Leave tbe twitchers alone.

To: Barney Enders <>, "" <>
Subject: Leave tbe twitchers alone.
From: Kim Sterelny <>
Date: Thu, 13 Aug 2015 11:51:47 +0000
Hi All

The kiwis have been trying out a similar idea with their "mainland island" 
program; fences tall, dug deep in, and fine-meshed, after they clear out 
possums, cats, dogs, stoats (not one of the better ideas in the biological 
control history), hedgehogs, and rats (not mice I think; the fence mesh is not 
that fine). There is one in Wellington, and its made a very visible difference; 
I used to live in Wellington until 2008 and am still there regularly, and there 
are now kakas, tui and other native birds all through the greater city area; I 
assume they forage widely but breed in the protected areas. Very expensive to 
set up and not cheap to maintain; and I doubt whether any of them are 21 square 
kilometres. But with the right species, they can really make a difference. 
There are tuatara and a fair number of the flightless and near flightless kiwi 
endemics in the Wellington reserve, breeding well. It would be no use for 
eagles, large owls, or other species that need a large range of their own; it 
could not support a breeding population. But for small insectivores, skinks an 
geckos; or birds like the kaka that are strong fliers and will range widely, 
but which are also capable of learning about safe areas (big parrots are smart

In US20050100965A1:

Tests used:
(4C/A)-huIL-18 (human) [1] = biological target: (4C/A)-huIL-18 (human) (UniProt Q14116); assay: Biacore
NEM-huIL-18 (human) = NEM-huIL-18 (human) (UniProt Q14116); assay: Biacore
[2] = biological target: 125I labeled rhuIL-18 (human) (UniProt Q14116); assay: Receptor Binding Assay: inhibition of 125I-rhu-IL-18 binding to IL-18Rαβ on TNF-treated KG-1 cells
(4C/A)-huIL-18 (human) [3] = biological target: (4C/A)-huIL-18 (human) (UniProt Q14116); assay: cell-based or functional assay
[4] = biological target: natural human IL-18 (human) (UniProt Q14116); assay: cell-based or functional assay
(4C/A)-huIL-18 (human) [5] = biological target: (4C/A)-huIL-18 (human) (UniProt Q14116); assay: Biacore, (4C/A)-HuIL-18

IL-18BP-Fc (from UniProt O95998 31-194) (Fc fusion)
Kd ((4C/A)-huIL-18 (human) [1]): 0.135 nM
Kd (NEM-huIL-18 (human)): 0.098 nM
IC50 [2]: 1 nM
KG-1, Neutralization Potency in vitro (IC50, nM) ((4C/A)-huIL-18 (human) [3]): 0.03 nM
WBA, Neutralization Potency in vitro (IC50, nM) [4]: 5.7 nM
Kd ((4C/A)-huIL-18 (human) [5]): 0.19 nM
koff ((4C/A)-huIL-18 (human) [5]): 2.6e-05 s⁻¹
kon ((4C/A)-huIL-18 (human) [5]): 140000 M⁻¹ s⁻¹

birds) they can make a huge difference.


Kim Sterelny, School of Philosophy, Research School of the Social Sciences, 
Australian National University, Acton, 0200, ACT, Australia


From: Birding-Aus <> on behalf of Barney 
Enders <>
Sent: Thursday, 13 August 2015 6:12 PM
Subject: Leave tbe twitchers alone.

Hi Chris, the Bilby Fence is at Currawinya National Park South of Eulo on
the Hungerford Rd.  South Western Qld just North of the border.

It was built at a cost of $ 400.000 or $ 550.000 depends who you talk to and
was finished in 2001.

It is an electrified predator and feral animal proof netting fence six foot
high with netting laying  on the ground on the outside to prevent predators

digging under and an outside flap of netting at the top that prevents
anything climbing over by it swinging down under their weight.

It is said to be 25 km long with some saying it fences in 21 sqr km. it was
built  for captive bred  Bilbies to get a wild breeding colony back into the

where they were once found in good numbers.

It was built with massive fundraising and large donations of fencing
material from  Cyclone, Waratah etc companies and many hours of voluntary

including foreign backpackers.

A great success with the Bilbies breeding in good numbers only to be wrecked
when nobody thought to check the fence line to see if the netting had rusted

out during the big rains and floods.

The disaster was discovered in 2012 when it was found that cats had got in
and had wiped out the colony, much to the dismay of those involved with the

captive breeding and the years of fund raising, Save the Bilby etc.

There is a sample of the fence at the Currawinya Shearing Shed for tourist
to see but not even representatives from the companies that donated the

are allowed to the fenced area.

I had a look at it when I went to see the massive flocks of thousands of
Pelicans and Cormorants that nest on the lakes in the Park.


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